Rolling Stone thought it was finally in the clear, after the magazine came to a financial agreement with University of Virginia administrator Nicole Eramo, settling her defamation lawsuit over an article that accused her and others at UVA of ignoring a student's gang rape.
But just as the publication goes on the market, a Federal appeals court has announced the UVA fraternity Rolling Stone reporter Sabrina Rubin Erdely accused of committing the gang rape can go ahead with their own defamation lawsuit against both the magazine and Erdely herself.
Rolling Stone has faced several lawsuits over the infamous (and now-retracted) article, which claims a student named "Jackie" was invited to a party at UVA fraternity Phi Kappa Psi, only to be dragged into an upstairs bedroom, beaten, thrown through a glass table, and then repeatedly raped as part of a bizarre PKP hazing ceremony. The story chronicled Jackie's heart-rending, terrifying, and ultimately unsuccessful attempts to get UVA administrators to punish the frat - or even acknowledge her story.
It turned out, however, that Jackie's story was almost certainly fabricated from whole cloth. In depositions, Erdely admits she didn't fact-check Jackie's story, or even interview key named witnesses - she merely took Jackie and UVA's campus anti-rape activists at their word.
Back in 2016, members of Phi Kappa Psi, who say the Rolling Stone story identifies them as Jackie's attackers, sued the magazine for defamation. But a lower court dismissed the suit, claiming that "the article's details about the attackers are too vague and remote from the plaintiffs' circumstances to be 'of and concerning' them."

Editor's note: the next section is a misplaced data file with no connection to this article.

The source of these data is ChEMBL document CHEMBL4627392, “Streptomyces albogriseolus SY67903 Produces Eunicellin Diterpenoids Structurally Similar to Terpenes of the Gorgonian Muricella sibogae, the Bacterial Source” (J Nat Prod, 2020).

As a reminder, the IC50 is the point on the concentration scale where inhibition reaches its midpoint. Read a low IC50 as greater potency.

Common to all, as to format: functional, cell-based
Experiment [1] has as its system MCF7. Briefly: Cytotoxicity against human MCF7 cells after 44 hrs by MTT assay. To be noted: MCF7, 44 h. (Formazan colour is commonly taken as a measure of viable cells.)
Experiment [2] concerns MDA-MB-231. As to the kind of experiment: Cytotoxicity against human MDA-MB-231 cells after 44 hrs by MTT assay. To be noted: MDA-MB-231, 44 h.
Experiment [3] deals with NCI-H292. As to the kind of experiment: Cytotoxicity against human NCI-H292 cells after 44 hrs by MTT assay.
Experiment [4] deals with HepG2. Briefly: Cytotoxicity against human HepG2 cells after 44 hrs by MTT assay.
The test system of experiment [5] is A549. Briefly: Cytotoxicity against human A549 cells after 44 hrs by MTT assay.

Late Monday, the Second Circuit Court of Appeals said they disagreed.
"[W]hile it is a close call, we conclude on balance that the complaint plausibly alleged that the purportedly defamatory statements in the Article were 'of and concerning' Elias and Fowler individually," she writes ."At this stage of the litigation, Plaintiffs need only plead sufficient facts to make it plausible—not probable or even reasonably likely—that a reader familiar with each Plaintiff would identify him as the subject of the statements at issue. With regard to the Article, Elias and Fowler have met this burden."
One of the frat brothers, "Elias," was known to live on the frat's second floor, and had the only bedroom in the house large enough to accommodate Jackie's made-up gang rape. "Fowler" says he was the man Jackie identified as her "crush," the one she says invited her to the frat party, and the man she claims led her upstairs to the "hazing." He, the court says, gets the benefit of the doubt: he doesn't match Jackie's description to a tee, but he was the frat's Rush Chair, and Jackie described her crush as a swimmer - and he's the only swimmer in the frat.
A dismissal, against one final member of PKP, did stand. the court said "Hadford" was the only biking member of the frat, but that Jackie's description of one of the frat members "riding a bike around" campus grounds wasn't sufficient to identify Hadford.
The Court did suggest, however, that there's a claim for "group defamation:" the whole UVA PKP fraternity may have a claim, since they were both identified in the story and suffered damages.
"Taking the allegations in the Article together, a reader could plausibly conclude that many or all fraternity members participated in alleged gang rape as an initiation ritual and all members knowingly turned a blind eye to the brutal crimes. Indeed, Erdely suggested such an interpretation in her Podcast interview."
This decision, no doubt, comes as a major disappointment to Rolling Stone and its founder Jann Wenner, who probably hoped to recoup some of the nearly $2 million loss the magazine suffered as a result of the bad article. In several months, they may owe more - and it's probably certain that no possible buyer will want to take on that liability, either.